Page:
Kate knew she should be grateful, but all she wanted to do was eat and sleep. Just standing up in the closet had tired her, and she didn't care about the baby stuff Tyler found. Kate felt her body go quiet, some faded curtain falling over her as it did each early afternoon. She was awake but still, as if the blood in her head were going to all the organs that really needed it: heart, liver, uterus, kidneys, placenta. Kate felt she could hear her heart beat in every vein, in every cell; she could almost see blood throbbing at the backs of her eyeballs.

Tyler kept talking, and Kate knew that she should be more grateful because Tyler had given up her friends and cheerleading and even her homework for Kate and the baby. But something made her want to shove the bag off the bed and scream. She could yell, "The goddamn crib is in the fucking closet. Who cares about anything else? It's all wrong," but she didn't because she didn't want to believe the words herself. She couldn't bear it if Tyler slammed out of the room like she did when Kate told her about the baby in the first place. Now, so late in her pregnancy, Kate couldn't stand any more days of silence and confusion and fear, desperate to know someone was going to help her. She didn't want to be any more alone than she already was.

"Okay, fine. What did you get?"

"Look," said Tyler, pouring small plastic and fabric things on the bedspread.

"This," she said, holding up a blue rubber bulb, "is a nose thing. For boogers, I think. For getting them out."

"Yuck," said Kate, holding the thing in her hand, squeezing it flat, and listening to the squeal of air as it expanded back to its original shape. "It's like a baster. Well . . . here, let me try on you."

Tyler pushed her away impatiently. "Don't you want to see everything? I mean, look at all this. Here. These are little booties. And these are little mittens. The lady says babies sometimes scratch themselves. And this is a clip to hold a pacifier to an outfit or something . . . They didn't have pacifiers. The lady said we've got to buy those new, like they can be dangerous and stuff. Anyway, she said that babies really shouldn't have pacifiers, but I had already bought it . . ."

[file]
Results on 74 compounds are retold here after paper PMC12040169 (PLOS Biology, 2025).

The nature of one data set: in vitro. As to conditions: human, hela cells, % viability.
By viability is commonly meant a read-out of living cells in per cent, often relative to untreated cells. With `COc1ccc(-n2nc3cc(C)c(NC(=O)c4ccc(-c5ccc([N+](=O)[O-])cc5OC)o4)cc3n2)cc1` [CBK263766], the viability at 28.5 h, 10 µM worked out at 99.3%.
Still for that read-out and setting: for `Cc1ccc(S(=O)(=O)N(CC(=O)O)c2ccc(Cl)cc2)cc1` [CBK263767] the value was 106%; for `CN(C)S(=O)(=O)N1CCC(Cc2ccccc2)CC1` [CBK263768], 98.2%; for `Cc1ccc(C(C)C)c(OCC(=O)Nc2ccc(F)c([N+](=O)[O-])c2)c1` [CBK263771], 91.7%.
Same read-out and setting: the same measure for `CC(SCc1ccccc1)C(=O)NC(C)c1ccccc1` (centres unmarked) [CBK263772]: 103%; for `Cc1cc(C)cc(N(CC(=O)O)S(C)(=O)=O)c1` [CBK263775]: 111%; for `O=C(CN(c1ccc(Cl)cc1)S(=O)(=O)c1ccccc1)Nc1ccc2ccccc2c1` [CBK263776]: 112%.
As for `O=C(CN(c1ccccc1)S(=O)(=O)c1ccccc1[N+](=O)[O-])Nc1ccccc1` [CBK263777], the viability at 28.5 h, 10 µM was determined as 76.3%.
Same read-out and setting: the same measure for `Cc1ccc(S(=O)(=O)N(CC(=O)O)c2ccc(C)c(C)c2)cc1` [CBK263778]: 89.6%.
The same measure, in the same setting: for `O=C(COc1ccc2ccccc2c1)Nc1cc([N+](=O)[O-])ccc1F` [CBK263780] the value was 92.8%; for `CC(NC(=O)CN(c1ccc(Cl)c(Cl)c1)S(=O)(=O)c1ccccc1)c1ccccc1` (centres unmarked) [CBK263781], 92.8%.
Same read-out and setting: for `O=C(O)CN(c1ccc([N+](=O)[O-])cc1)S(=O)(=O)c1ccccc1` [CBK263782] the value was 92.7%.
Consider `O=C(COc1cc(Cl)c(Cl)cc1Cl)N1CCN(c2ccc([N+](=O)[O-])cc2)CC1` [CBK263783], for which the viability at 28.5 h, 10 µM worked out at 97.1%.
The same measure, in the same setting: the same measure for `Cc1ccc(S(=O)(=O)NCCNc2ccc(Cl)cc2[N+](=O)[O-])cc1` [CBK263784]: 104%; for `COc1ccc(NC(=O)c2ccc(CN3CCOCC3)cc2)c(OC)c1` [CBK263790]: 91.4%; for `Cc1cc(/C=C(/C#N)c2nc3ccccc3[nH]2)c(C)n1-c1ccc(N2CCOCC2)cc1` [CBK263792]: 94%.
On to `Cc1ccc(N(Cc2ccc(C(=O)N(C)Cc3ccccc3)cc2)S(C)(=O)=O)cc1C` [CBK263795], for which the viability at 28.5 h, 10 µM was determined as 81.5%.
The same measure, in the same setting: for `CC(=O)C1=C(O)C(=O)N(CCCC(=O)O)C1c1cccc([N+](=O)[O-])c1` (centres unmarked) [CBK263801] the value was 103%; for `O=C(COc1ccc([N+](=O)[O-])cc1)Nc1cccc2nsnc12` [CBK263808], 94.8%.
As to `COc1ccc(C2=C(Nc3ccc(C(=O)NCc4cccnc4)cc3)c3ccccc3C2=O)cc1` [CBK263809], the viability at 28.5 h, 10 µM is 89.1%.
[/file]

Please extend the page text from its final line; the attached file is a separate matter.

As Kate listened to her sister, "What lady?" she said finally, interrupting Tyler, who was twirling a water-filled teething ring on her index finger. "What do you mean?" Tyler turned toward Kate, her brown eyes the color of cracked amber marbles.

"You said, 'The lady said.' What lady? What lady said what?" Tyler hid her face under her blond hair and began putting everything back in the bag. "Oh, the lady at Second Time Around . . . I'm going to put this all in the closet. Are you still hungry? I can make us some melted cheese sandwiches and milk shakes. Did the school call again?"

"Tyler, what lady?" said Kate, the pounding in her eyes stronger, the room pulsing with her body.

Tyler sat down on the bed, running her hand on Kate's arm. "It's fine. It's just that I went to the clinic on the way home. I'm just worried. Nobody knows what is going on here but us. You're so tired all the time. I think . . . I'm scared, Kate. I don't think I can do this."

Tyler leaned her head on Kate's shoulder, but Kate stood up suddenly, Tyler still at a right tilt on the bed. "You went to the Oak Creek Clinic? What did you say? Did you give them your name? What if they call, Tyler? What if Dad finds out?"

Tyler righted herself and stood up, her hands on her hips. "Well, so what? What's the big damn deal? So what if everyone finds out? It's not like this stuff never happens or anything. Like, no one has had a baby? It's not like you're the Virgin Mary or something."

"You just don't get it, do you?"